Test Match

England Destroyed; Australia emphatically hammers Ashes cricket foe

Australia have hammered English cricket.

It has been destroyed by the grandeur of Australia’s incredible performance and a vicious disintegration of a once-great team’s continuity. Australia won the 5th Test by 281 runs. Cook won the toss, sent Australia in to bat and lost the Test match inside 3 days. Believe me, this is momentous and as retiring ABC Grandstand legend Kerry O’Keefe stated, “heads will roll”.

It’s not just the falling apart of this team, the 5-0 defeat will elicit an intense review of coaching, captaincy, leadership, culture and selection policy.

All sorts of cracks appeared early on the tour, and the way in which England keeled over and died on the third day of the fifth Test in Sydney confirmed the cracks had become deep cavernous ravines. The style of England’s cricket, their tactics, and the dressing room culture require change.

The writing was on the wall in England when they won the Ashes 3-0 at home. The 3-0 scoreline flattered England. Other than Lords, Australia fought closely in two defeats – a 14 run loss in Nottingham and a fourth innings collapse and 74 run loss in Durham. Everyone remembers how poorly Australia batted, but Australian batsmen made up 5 of the top 6 run scorers of that series. Only Ian Bell scored significant runs for England and many others failed averaging 30 or less. England’s bowling attack creaked, just slightly, papered over by the sheer overall quality of Anderson, Broad and Swann.

That trio is now finished. Swann has retired. James Anderson still has a lot to offer, but is 31 and Stuart Broad has been one of England’s better performers on the tour, but they need more depth. They’ll find it if they look in the right places and correctly blood and develop their next generation, but it will take effort and time.

22 year old New Zealand born Ben Stokes has been an epic revelation. Stokes is a handy cricketer with an aggressive attitude and a willingness to fight for his country. England is at a crossroad: either they fully commit to a considered process of renewal, or they enter a protracted decline that risks a 90s-style wilderness sabbatical.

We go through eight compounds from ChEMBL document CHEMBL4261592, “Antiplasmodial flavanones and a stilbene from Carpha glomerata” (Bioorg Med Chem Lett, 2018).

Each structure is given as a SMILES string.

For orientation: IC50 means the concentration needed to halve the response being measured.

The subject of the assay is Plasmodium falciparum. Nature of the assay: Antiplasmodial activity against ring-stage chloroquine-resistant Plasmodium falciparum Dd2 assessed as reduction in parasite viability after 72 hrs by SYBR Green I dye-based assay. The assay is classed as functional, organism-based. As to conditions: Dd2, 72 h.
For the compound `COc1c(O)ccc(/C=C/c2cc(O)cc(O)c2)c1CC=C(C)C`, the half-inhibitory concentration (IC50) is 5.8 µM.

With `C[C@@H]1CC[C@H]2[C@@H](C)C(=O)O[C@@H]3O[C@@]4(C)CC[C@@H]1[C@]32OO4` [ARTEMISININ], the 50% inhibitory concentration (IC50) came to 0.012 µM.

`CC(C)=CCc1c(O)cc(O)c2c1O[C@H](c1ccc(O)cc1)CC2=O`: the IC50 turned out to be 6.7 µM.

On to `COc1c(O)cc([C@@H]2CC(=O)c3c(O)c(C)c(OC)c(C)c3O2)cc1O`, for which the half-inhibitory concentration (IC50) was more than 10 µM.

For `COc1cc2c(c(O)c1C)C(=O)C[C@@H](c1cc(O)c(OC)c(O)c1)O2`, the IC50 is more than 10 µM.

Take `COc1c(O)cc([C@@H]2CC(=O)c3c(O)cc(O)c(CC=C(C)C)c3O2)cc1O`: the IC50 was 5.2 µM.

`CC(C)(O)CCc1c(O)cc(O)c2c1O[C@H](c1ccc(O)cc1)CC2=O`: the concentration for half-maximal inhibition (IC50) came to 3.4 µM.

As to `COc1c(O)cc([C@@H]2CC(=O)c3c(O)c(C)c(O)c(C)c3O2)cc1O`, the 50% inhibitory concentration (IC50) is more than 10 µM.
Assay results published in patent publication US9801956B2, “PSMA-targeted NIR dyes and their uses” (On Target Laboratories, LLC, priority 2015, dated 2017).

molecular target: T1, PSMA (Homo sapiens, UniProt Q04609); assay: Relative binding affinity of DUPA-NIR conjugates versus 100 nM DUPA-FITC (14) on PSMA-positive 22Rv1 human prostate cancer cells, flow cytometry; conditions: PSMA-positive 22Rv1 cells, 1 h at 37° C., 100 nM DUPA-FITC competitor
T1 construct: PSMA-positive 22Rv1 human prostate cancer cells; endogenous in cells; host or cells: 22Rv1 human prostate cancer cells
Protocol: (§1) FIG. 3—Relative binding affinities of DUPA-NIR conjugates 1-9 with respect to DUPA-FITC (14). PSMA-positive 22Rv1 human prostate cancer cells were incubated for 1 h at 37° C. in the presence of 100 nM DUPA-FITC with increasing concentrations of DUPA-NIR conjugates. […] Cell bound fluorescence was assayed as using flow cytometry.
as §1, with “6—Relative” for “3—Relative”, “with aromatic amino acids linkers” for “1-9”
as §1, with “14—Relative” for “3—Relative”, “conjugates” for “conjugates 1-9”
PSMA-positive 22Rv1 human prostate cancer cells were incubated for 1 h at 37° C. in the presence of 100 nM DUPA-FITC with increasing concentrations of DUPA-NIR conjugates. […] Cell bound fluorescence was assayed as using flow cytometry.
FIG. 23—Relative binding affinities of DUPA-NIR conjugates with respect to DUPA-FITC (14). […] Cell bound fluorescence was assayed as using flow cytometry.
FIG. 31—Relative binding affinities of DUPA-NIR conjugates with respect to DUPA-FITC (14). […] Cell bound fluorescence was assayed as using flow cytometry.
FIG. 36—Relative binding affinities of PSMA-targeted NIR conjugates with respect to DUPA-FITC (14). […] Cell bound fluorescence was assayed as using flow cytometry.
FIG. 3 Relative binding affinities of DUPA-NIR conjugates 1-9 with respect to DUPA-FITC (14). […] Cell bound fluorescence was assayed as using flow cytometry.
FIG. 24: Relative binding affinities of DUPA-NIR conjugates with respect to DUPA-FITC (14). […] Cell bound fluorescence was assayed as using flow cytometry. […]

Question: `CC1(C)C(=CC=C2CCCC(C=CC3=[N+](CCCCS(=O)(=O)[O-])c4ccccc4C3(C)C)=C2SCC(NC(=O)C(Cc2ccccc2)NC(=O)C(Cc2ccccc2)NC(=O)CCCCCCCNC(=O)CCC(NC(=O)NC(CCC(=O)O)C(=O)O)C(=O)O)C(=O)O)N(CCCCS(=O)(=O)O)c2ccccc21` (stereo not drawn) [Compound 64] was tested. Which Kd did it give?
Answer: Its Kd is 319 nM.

Australia’s crossroad is more positive, but arguably equally as challenging. Captain Michael Clarke has stated that the squad’s ambition is to become the number 1 Test team in the world. The next 12 months presents that opportunity. In four weeks Australia tour South Africa. The 3 Test Matches against the number 1 Springboks will be absolute war, with two fiercely combative fast-bowling units attempting to strangulate two pugnacious batting line ups. Later this year Australia plays Pakistan in the UAE, which will present another intense examination. India visit for four Tests in the summer.

Can older players such as Mitchell Johnson, Brad Haddin and Ryan Harris continue to deliver? Will Steve Smith and David Warner develop further and become rock solid, world-class batsmen? Despite 6 of the top 7 getting centuries during this series there are still significant question marks about Australia’s batting.

The 5-0 victory is massive given the sporadic success of Australian national sports teams in recent years. The Australians have a right to celebrate hard. England did just that in 2010-11 when they took a 2-1 lead at the MCG. Back then 25,000 English surrounded the Barmy Army in the Southern Stand and, along with the English players and support staff, did the “sprinkler dance” in front of the world’s cricket media. I doubt we’ll see such a display here, but there will be plenty of banter and there damn well should be. Long live Test Match cricket.

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No golf tees or driver were required – Day One at the Ashes in Australia

Hair was torn from Australian scalps today and a bright sunny day in Brisbane failed to deliver a predicted violent thunderstorm. Golf ball-sized hail did not materialise. Besieged by storms in recent weeks, it was feared that Brisbane would again be battered by inclement weather, hence disabling the critical opening exchanges of the Australian Ashes.